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Acta Neurochir Suppl. 2003;88:169-77.

Invasion as limitation to anti-angiogenic glioma therapy.

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Department of Neurosurgery, University Hospital Hamburg-Eppendorf, Hamburg, Germany.


The inhibition of tumor angiogenesis could be an efficient therapeutic strategy for the treatment of malignant gliomas. Prominent neovascularization is induced by these tumors, and microvascular proliferation is a malignancy grading criterion. However, glioma cells can also invade the brain diffusely over long distances without necessarily requiring angiogenesis. Experimentally, it was shown that especially during early stages of growth in rodent brain, glioma cells can coopt the preexistent host vasculature to recruit their blood supply in the absence of neovascularization. This phenomenon was only observed in orthotopic models in which the tumor cells were implanted into the brain which is a densely vascularized environment, but not in subcutaneous models in which tumor cells are implanted into a virtual space. Using an orthotopic mouse model, we analyzed whether systemic anti-angiogenic therapy with an antibody against the vascular endothelial growth factor receptor-2 (VEGFR-2) could inhibit intracerebral growth of xenografted human glioblastoma cells and what effect this treatment had on tumor morphology and invasiveness. We found that anti-angiogenic therapy inhibited tumor growth by 80% compared to buffer-treated controls. The intratumoral microvessel density was reduced by at least 40% in treated animals compared to controls. However, in mice treated with the anti-VEGFR-2 antibody, we noticed a striking increase in the number and total area of small satellite tumors clustered around the primary mass. These satellites usually contained central vessel cores, and tumor cells often had migrated along blood vessels over long distances to eventually reach the surface and spread in the subarachnoid space. Systemic anti-angiogenic therapy can thus apparently increase the invasiveness of gliomas in the orthotopic model. Tumor cell invasion was tightly associated with preexistent blood vessels, suggesting that increased cooption of the host vasculature could represent a compensatory mechanism that is selected for by inhibiting adequate tumor vascularization.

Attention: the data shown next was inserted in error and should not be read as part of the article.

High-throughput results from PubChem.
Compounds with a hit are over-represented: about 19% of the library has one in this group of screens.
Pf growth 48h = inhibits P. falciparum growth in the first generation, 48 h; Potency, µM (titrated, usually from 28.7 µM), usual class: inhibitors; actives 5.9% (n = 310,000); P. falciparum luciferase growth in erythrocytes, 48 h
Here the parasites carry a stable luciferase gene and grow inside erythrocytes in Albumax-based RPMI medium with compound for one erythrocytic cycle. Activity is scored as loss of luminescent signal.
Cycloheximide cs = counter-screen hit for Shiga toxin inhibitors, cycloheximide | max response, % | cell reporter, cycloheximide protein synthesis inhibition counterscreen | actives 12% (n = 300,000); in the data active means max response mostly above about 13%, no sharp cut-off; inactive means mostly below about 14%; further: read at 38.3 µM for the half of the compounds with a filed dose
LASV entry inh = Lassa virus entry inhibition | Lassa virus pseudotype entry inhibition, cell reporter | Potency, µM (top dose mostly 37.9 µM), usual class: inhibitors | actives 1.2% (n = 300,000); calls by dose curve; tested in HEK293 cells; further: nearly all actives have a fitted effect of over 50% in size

[Indexed for MEDLINE]

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